REVIEW

Movie Review: Casino Royale (2006) - James Bond Reborn

November 17, 2006
Aaman Lamba

A new James Bond film is an event, a global one, affecting over half the world's population. When it's a new actor assaying the role, it's all the more exciting. Thus, it was with sheer trepidation and excitement that we stepped up to the ticket booth this afternoon. It was an impromptu decision, with little hope of success. The machine blinked the words, "3:55 show Filling Fast". The decision was an easy one, albeit entered into with some thought of the advisability of having two young toddlers in tow while experiencing l'affaire Chiffre.

As it turned out, the younger one decided to be her usual charming self and critique the opening credits in her inimitable way. The wife gracefully opted out of the virginal pleasures of experiencing blond hotness coupled with glam violence, with a natural sense of disappointment.

Turning to the film, at first blush, it appears to have all the right elements of a fine Bond film - it blends breakneck action sequences with the latest gadgets, high brow society with unsavory and downright evil characters, and of course, fast cars, beautiful women and a sense of doing things for Queen, country, and Chicken tikka masala.

Unfortunately, the form belies the function. The new Bond, Daniel Craig, is more son of Jack Bauer than suave spy, despite all pretensions to the latter. The evil characters, while lacking true depth, possess a secret knowledge of the workings of global politics, making the knight's quest futile and at best an exercise in self-redemption. Some of the essential elements of the Bond we know, such as his taste for baccarat, are replaced with more plebeian games like Hold'em Poker.

We see glimpses of the old Bond, and quite a few beginnings of the later Bond, such as the alleged origin of the "shaken, not stirred" Martini and the first hesitant steps towards a cynical acceptance of the impermance of love, betrayal, death, and loyalty. The early Bond is fused somehow with the later Bond, creating a grotesque character that is self-aware of his own destiny as lone gunman in the service of greater causes which sometimes align with his own not-as-yet manifest destiny and personal loyalties.

His superiors have a better understanding of his base nature and value, although in this instalment, ostensibly the first chronologically, they give him more leeway than might be allowed someone less destined for glory. As we know from the other films, the hands-off treatment becomes the norm with Bond. This is not unlike the treatment of Anakin Skywalker, and the influence does not end there unfortunately. While we are spared Jar Jar Binks, the romantic interlude might have been constructed by George Lucas' hand, although thankfully it does not last long, and the sense of foreboding overshadows the evanescent romance.

The romantic side of Bond is not incongrous with his character, but coming in this film post-climatic as it were, has the same effect as a post-orgasmic first date. Fortunately, later analysis reveals the love to have been a true one, if typically short-lived, and thus we can take a quantum of solace in the memory of young love. The satisfaction is diminished, however, by the stereotypical Bond girl portrayal of Vesper Lynd by Eva Green, the 'face of Armani'. The hint of 'damaged goods' from the Fleming novel is given up, and the inevitable betrayal, followed by redemption through sacrifice is given a cinematic flourish.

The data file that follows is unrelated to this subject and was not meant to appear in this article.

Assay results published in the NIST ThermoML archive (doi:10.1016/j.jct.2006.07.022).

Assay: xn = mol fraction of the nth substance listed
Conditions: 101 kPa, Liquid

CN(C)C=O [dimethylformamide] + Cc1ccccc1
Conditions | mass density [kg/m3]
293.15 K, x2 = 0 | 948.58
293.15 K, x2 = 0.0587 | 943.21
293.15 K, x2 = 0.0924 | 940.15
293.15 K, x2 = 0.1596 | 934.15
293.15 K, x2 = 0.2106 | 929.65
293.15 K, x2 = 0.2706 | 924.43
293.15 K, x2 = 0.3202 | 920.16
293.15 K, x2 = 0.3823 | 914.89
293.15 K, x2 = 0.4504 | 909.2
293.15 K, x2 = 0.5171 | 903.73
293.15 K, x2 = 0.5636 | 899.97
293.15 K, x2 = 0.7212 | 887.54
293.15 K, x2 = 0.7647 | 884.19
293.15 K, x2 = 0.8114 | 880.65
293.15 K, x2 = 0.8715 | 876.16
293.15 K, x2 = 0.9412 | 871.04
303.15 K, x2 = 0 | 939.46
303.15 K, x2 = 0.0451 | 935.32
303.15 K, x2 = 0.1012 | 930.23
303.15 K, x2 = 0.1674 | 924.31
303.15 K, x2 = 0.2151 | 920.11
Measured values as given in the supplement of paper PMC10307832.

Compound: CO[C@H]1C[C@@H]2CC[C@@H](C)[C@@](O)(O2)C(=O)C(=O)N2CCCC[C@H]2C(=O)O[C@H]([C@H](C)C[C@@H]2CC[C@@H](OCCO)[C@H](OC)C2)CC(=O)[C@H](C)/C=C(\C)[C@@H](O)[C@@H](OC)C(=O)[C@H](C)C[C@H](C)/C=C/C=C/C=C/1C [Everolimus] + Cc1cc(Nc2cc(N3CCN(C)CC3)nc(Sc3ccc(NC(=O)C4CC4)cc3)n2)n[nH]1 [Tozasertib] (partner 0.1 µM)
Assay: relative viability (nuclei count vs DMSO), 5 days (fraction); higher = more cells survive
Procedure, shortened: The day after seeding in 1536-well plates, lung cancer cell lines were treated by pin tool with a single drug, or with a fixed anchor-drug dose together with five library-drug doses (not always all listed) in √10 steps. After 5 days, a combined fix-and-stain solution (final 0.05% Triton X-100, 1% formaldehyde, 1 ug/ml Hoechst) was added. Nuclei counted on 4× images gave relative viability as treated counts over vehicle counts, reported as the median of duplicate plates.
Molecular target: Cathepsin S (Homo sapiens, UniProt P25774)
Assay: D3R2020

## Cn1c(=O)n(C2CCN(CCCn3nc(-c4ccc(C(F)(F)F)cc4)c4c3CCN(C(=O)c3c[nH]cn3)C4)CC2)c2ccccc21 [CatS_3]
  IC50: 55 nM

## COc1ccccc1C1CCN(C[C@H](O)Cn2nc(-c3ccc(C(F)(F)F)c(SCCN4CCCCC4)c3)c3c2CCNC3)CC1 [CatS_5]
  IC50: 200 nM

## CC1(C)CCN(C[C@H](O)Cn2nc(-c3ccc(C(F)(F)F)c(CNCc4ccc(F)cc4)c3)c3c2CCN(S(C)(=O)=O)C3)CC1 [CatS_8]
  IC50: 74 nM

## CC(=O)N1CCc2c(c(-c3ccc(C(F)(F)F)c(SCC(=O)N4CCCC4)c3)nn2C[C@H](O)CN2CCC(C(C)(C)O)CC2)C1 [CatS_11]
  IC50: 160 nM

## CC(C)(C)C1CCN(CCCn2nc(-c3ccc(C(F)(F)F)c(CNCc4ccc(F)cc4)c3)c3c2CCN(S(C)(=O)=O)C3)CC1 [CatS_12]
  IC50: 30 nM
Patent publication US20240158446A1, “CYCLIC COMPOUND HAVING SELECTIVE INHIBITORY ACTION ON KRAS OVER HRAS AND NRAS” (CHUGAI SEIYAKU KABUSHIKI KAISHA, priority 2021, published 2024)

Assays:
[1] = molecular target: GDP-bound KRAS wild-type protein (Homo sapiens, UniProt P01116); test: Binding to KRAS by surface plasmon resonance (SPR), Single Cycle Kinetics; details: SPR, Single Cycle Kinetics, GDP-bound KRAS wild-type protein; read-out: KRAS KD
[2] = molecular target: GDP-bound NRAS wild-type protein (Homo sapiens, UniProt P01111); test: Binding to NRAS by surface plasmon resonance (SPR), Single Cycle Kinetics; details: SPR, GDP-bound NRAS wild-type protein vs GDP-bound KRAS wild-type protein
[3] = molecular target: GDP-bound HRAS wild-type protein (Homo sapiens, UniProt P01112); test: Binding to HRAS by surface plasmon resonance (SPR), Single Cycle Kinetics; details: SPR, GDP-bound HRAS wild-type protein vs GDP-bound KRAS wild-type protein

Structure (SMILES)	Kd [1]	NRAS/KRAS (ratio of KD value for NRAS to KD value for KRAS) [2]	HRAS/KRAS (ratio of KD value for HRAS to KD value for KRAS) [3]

Significant changes are made to the political themes of the film, as compared to the novel, or the earlier film/television versions. Le Chiffre gives up his original low-paying job as paymaster of a trade union for master terrorist financier. This elevation works negatively to demean Bond, as Le Chiffre gloats that he is more valuable to Bond's paymasters than Bond himself. SMERSH is given the heave-ho, for a nameless syndicate, with Tarantino-style characters such as Mr. White.

The film-makers display an admirable knowledge of Bond lore, such as his antecedents, his preferences, a subtle reference to an absent Miss MoneyPenny, and in a sly nod to the 1954 television adaptation starring Barry Nelson, naming the local British agent Mathis, the name of the Vesper Lynd character in the television adaptation.

The gadgets are stock items from Best Buy shelves, barring a few novelties, and Q does not put in an appearance, as in the novel, sending a minion to inject a cryptic implant into Bond. Q seems to have decided to trade his scientist's hat for a marketing one, and the product placements festoon the film beyond tolerance.

The cars are another story. Some of the most slick cars and driving sequences one has experienced in a Bond film are presented, including the Ford Mondeo MkIV, the Aston Martin DBS, and the venerable DB5. Bond makes short order of a couple of the better ones. The opening sequence post the credits is a heart-stopping rondo on an oil rig in Uganda, reminiscent briefly of the Eiffel Tower sequence from a View To A Kill. The African terrorism references are an indicator of the political savviness of the film's producers, as is expected of Bond films, given that recent threat assessments rate African terror outfits quite high.

The quintessential opening credits and song (by Chris Connell) are memorable, and the evolution in Bond credit sequences is a topic for another essay.

The film was a reckless series of hi-jinks that had it's finger in the global terror pie, and one must say one enjoyed it, despite the quibbles expressed about the character.

Aaman Lamba is the Publisher of Desicritics.org, a Blogcritics network site. He also blogs, more infrequently nowadays, at Audit Trails Of Self
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Movie Review: Casino Royale (2006) - James Bond Reborn

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